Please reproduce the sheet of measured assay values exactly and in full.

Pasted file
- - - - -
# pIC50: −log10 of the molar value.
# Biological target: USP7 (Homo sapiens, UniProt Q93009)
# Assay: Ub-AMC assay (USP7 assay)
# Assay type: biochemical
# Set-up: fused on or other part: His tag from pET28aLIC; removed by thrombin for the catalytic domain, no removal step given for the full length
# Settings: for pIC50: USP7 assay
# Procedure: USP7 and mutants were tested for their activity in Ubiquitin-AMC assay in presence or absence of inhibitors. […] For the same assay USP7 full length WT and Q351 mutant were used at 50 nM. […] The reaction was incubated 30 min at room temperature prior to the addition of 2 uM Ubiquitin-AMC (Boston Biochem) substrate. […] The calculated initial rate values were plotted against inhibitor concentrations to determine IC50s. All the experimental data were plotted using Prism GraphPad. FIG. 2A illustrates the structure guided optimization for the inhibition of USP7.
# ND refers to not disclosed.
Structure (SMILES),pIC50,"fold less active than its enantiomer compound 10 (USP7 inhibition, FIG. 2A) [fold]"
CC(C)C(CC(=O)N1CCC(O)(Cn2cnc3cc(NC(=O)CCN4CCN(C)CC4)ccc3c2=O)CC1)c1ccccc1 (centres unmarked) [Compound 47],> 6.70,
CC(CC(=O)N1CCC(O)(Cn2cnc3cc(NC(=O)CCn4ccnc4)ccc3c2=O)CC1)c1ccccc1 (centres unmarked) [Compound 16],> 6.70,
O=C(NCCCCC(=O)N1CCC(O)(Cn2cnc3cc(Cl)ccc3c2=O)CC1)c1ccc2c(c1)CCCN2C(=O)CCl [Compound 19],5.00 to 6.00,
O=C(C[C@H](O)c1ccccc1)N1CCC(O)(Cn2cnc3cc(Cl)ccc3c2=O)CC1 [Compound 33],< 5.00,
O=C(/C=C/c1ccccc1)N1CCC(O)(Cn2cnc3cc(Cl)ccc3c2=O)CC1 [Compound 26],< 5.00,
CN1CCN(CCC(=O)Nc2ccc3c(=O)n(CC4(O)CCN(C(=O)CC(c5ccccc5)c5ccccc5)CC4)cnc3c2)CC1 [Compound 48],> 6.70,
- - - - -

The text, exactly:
# pIC50: −log10 of the molar value.
# Biological target: USP7 (Homo sapiens, UniProt Q93009)
# Assay: Ub-AMC assay (USP7 assay)
# Assay type: biochemical
# Set-up: fused on or other part: His tag from pET28aLIC; removed by thrombin for the catalytic domain, no removal step given for the full length
# Settings: for pIC50: USP7 assay
# Procedure: USP7 and mutants were tested for their activity in Ubiquitin-AMC assay in presence or absence of inhibitors. […] For the same assay USP7 full length WT and Q351 mutant were used at 50 nM. […] The reaction was incubated 30 min at room temperature prior to the addition of 2 uM Ubiquitin-AMC (Boston Biochem) substrate. […] The calculated initial rate values were plotted against inhibitor concentrations to determine IC50s. All the experimental data were plotted using Prism GraphPad. FIG. 2A illustrates the structure guided optimization for the inhibition of USP7.
# ND refers to not disclosed.
Structure (SMILES),pIC50,"fold less active than its enantiomer compound 10 (USP7 inhibition, FIG. 2A) [fold]"
CC(C)C(CC(=O)N1CCC(O)(Cn2cnc3cc(NC(=O)CCN4CCN(C)CC4)ccc3c2=O)CC1)c1ccccc1 (centres unmarked) [Compound 47],> 6.70,
CC(CC(=O)N1CCC(O)(Cn2cnc3cc(NC(=O)CCn4ccnc4)ccc3c2=O)CC1)c1ccccc1 (centres unmarked) [Compound 16],> 6.70,
O=C(NCCCCC(=O)N1CCC(O)(Cn2cnc3cc(Cl)ccc3c2=O)CC1)c1ccc2c(c1)CCCN2C(=O)CCl [Compound 19],5.00 to 6.00,
O=C(C[C@H](O)c1ccccc1)N1CCC(O)(Cn2cnc3cc(Cl)ccc3c2=O)CC1 [Compound 33],< 5.00,
O=C(/C=C/c1ccccc1)N1CCC(O)(Cn2cnc3cc(Cl)ccc3c2=O)CC1 [Compound 26],< 5.00,
CN1CCN(CCC(=O)Nc2ccc3c(=O)n(CC4(O)CCN(C(=O)CC(c5ccccc5)c5ccccc5)CC4)cnc3c2)CC1 [Compound 48],> 6.70,